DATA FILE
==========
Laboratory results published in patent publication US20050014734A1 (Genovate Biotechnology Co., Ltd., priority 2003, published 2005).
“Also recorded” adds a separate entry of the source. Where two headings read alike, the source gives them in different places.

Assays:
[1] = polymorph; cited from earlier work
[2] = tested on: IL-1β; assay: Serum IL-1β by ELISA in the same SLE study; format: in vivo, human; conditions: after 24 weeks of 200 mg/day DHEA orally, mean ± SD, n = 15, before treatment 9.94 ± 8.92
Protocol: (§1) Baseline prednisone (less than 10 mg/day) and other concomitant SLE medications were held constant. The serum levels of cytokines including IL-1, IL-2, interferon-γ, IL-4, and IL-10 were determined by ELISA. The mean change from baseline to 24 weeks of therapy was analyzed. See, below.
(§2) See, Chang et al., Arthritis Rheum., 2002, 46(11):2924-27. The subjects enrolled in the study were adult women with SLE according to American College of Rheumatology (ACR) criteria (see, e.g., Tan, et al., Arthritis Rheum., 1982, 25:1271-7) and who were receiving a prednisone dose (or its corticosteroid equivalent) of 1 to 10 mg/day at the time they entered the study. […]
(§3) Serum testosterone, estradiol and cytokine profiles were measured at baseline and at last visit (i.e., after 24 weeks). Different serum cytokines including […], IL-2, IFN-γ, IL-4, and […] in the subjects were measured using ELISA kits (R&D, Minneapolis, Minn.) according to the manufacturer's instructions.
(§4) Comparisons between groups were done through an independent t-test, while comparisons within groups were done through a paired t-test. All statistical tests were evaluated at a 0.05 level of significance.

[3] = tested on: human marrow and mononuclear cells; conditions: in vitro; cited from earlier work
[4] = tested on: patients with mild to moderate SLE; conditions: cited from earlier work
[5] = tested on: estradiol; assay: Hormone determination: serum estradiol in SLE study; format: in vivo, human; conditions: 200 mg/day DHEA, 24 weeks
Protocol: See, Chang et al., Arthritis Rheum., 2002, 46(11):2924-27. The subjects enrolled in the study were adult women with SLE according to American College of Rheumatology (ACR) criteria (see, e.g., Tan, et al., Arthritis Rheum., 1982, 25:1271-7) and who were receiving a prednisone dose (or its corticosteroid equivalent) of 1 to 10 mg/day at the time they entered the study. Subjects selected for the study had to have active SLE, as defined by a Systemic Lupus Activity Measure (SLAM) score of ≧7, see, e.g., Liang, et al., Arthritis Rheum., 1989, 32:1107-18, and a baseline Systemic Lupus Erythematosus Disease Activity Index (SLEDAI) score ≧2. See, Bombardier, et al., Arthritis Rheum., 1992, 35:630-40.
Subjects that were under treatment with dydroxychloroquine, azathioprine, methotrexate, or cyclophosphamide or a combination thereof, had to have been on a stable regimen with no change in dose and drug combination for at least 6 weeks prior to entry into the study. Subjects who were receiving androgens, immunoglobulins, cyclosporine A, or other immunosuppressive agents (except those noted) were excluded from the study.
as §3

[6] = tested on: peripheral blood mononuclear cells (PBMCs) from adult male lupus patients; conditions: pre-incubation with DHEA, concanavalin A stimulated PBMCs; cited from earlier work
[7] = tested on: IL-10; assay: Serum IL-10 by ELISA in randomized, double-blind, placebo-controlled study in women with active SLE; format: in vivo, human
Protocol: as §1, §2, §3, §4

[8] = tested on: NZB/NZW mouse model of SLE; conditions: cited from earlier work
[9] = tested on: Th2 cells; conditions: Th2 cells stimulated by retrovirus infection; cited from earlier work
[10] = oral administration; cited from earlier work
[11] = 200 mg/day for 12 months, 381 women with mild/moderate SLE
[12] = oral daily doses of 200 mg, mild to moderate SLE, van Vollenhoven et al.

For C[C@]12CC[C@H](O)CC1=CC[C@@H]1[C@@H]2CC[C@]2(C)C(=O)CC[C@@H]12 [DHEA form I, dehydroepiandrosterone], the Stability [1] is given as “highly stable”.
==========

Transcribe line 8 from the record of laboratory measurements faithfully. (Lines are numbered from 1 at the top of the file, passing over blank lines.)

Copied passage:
(§3) Serum testosterone, estradiol and cytokine profiles were measured at baseline and at last visit (i.e., after 24 weeks). Different serum cytokines including […], IL-2, IFN-γ, IL-4, and […] in the subjects were measured using ELISA kits (R&D, Minneapolis, Minn.) according to the manufacturer's instructions.